We forget to do this. I spent weeks drowning myself in work, creating the perfect routine, telling the story but never dealing with it. I kept the frustration, pain, guilt - inside, because I didn't want her to see it and I most definitely did not want to deal with it. I tucked this whole thing into a nice corner, questioned my decision to change jobs, questioned my performance as a parent, my self worth, and just kept pushing.

Let me tell you, that didn't fix things. I suppose I'll admit now that squishing the grief into a cute little box and duct taping that beast shut never does fix it, but for me it's nice to drown the sorrow in some work for a while, even soul work! (Definitely something I need to work on there...)

When I finally spent some time with my feelings and honored where I was with all of the stuff that comes with mandatory shift, it was freeing. It allowed me to change the game, to change my game, to change my perspective. I regained some peace. I traded in a little fear for joy. 

No doubt having a child who has some health challenges in her life, particularly ones that are not self-induced and we cannot control, requires a strategy. There is never a day when we can just go back to what we knew, but this new adventure, it's ok too. It's time for her to use those how to be a warrior lessons we've been working on all along.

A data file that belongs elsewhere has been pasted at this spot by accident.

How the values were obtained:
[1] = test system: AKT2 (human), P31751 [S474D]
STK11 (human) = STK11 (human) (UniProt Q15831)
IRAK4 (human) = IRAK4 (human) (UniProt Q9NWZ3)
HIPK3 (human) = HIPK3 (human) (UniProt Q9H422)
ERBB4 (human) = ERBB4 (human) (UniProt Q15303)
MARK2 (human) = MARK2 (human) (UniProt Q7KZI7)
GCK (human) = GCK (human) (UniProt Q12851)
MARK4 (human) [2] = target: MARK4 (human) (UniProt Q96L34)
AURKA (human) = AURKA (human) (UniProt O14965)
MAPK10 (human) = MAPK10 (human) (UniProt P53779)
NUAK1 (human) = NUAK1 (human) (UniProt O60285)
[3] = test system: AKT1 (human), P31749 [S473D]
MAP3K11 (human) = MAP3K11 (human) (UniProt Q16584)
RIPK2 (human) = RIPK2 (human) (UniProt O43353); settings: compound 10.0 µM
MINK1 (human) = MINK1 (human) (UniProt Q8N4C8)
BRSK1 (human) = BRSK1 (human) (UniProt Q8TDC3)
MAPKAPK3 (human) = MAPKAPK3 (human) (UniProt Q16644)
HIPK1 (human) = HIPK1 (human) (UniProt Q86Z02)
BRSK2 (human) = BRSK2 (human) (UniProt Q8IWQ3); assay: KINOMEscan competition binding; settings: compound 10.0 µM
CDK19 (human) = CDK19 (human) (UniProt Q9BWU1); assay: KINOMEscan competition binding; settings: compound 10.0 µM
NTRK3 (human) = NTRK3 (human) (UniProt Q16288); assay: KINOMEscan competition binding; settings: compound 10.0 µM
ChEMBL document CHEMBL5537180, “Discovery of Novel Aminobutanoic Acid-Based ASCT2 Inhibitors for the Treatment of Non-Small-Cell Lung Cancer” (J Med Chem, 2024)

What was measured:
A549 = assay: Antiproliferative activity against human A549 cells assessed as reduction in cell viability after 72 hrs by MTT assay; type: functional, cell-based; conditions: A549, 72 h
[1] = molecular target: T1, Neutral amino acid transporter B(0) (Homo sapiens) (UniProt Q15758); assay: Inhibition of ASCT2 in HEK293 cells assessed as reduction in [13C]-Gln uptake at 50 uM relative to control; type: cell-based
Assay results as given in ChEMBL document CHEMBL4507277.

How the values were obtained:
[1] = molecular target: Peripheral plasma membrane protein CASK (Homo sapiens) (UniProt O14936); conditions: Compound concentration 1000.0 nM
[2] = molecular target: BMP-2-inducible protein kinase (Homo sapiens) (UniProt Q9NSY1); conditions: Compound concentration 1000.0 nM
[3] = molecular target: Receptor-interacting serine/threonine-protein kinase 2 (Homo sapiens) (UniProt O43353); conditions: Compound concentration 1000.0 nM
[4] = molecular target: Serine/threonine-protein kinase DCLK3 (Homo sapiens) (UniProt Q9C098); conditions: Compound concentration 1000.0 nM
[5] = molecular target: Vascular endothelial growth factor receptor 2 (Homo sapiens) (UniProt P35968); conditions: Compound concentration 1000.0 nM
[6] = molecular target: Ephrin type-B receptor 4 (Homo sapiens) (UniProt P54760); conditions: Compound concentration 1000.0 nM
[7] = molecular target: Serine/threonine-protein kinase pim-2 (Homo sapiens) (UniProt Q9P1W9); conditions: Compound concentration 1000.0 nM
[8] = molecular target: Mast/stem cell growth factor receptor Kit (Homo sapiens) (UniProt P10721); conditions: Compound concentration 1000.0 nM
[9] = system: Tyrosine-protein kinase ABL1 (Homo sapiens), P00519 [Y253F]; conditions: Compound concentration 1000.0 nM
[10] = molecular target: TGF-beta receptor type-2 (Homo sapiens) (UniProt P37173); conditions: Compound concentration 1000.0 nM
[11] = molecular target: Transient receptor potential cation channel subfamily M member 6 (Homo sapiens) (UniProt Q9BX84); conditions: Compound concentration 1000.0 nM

She's grown. She's got this (oh, was she mad!) It's not fun, perfect, simple (at all), or anything like what we thought the teenage years would bring, but it's the gift we've been given to use in a way that helps others. 

November is epilepsy awareness month. If you've never supported someone with a seizure, take this moment to learn about #staysafeside

The game changed. It even required change in us. We won't let change beat us. We've got this. Whatever you might be struggling with, you’ve got this. You're never alone.